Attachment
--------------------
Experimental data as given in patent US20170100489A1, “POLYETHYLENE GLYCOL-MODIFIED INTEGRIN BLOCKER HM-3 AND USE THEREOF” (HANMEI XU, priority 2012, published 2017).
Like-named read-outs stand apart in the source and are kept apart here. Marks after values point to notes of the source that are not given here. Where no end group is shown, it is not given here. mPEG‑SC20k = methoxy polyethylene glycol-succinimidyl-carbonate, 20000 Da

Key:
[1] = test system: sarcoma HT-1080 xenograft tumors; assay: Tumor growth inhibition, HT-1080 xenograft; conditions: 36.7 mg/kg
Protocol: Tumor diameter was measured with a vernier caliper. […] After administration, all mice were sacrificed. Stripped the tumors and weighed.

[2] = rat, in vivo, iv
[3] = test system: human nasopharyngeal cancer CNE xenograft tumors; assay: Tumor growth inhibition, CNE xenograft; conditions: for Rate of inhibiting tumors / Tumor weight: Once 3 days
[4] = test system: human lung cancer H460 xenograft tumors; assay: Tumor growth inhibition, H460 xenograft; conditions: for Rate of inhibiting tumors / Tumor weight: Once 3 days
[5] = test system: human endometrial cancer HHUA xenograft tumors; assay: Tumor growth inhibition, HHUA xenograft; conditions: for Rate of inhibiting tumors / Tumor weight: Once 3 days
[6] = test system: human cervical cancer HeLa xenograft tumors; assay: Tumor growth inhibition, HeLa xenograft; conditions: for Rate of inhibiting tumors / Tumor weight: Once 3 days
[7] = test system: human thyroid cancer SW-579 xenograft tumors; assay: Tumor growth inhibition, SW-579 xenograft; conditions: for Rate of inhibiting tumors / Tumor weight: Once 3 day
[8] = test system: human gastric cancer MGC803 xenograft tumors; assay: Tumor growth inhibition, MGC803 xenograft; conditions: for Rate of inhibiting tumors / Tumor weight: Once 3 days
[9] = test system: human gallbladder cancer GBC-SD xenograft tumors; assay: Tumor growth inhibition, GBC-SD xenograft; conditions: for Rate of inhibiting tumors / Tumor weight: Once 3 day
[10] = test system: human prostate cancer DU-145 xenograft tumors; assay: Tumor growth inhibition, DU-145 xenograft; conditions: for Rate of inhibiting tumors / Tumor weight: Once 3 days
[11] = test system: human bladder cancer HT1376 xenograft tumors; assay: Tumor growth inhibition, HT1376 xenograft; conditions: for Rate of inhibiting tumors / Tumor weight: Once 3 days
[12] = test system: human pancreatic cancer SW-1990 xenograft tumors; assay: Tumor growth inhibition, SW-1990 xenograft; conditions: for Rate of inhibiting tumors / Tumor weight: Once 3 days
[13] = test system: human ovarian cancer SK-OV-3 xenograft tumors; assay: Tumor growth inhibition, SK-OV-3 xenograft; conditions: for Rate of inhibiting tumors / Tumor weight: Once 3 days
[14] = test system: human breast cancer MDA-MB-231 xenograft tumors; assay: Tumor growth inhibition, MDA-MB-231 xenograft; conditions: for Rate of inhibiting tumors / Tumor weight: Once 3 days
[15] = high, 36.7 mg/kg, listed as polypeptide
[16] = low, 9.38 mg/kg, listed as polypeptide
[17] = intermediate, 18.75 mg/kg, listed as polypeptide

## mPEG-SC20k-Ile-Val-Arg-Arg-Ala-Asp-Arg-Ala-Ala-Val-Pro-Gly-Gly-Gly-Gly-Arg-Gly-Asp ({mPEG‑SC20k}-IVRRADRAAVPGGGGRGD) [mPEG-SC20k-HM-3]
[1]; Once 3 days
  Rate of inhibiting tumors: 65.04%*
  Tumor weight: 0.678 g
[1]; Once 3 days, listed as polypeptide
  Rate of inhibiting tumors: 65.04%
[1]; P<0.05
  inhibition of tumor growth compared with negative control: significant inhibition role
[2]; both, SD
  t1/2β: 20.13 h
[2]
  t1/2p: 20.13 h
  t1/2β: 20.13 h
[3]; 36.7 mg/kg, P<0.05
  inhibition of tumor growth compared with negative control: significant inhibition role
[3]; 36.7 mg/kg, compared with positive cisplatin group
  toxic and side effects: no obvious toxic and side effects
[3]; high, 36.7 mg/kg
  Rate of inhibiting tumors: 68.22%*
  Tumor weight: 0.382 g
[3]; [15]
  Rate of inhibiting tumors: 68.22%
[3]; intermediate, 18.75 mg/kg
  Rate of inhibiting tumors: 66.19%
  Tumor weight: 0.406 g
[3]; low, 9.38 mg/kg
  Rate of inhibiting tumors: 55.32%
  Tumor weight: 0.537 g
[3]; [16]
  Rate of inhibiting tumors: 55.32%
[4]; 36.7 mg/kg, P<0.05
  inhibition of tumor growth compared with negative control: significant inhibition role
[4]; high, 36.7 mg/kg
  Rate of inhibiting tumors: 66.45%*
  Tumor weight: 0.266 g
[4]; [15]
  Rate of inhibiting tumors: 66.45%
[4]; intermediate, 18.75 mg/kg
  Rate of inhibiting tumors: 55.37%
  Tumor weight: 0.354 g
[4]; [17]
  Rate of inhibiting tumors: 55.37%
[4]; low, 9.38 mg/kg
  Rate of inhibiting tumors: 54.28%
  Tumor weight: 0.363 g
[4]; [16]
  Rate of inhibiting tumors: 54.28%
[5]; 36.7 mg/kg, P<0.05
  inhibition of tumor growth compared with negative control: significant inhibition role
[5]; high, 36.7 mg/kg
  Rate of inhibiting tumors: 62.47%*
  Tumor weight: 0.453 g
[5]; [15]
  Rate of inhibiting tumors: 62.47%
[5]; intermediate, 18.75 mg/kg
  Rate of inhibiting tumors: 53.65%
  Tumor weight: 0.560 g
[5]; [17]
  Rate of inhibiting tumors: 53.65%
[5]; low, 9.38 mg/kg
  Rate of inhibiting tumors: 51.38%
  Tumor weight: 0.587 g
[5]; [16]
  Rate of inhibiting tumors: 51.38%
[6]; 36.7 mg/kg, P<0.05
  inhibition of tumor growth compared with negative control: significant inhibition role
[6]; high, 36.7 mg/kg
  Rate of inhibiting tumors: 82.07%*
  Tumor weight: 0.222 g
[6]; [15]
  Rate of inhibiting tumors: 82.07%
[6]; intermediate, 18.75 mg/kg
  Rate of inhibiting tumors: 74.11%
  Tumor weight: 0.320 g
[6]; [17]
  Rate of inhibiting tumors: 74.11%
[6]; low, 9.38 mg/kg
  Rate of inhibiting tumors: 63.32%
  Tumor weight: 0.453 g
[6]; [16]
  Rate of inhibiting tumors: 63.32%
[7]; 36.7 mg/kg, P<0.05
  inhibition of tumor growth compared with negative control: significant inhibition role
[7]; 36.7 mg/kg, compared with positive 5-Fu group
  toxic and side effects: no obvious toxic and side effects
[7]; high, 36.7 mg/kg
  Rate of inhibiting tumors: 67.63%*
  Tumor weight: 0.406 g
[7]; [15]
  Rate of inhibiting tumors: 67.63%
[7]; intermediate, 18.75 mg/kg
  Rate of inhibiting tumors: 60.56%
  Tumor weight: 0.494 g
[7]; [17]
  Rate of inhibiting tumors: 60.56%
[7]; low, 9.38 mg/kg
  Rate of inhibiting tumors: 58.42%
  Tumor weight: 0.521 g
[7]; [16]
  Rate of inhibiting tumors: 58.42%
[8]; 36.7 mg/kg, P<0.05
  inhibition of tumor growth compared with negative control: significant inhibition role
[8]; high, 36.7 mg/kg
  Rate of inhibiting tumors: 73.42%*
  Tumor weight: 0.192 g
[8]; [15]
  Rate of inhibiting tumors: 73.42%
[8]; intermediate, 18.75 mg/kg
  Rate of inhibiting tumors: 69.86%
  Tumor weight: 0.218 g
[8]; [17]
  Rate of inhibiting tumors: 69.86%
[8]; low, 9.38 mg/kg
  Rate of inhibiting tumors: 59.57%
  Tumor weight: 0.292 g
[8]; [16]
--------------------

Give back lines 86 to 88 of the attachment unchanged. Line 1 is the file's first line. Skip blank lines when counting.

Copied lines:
[6]; 36.7 mg/kg, P<0.05
  inhibition of tumor growth compared with negative control: significant inhibition role
[6]; high, 36.7 mg/kg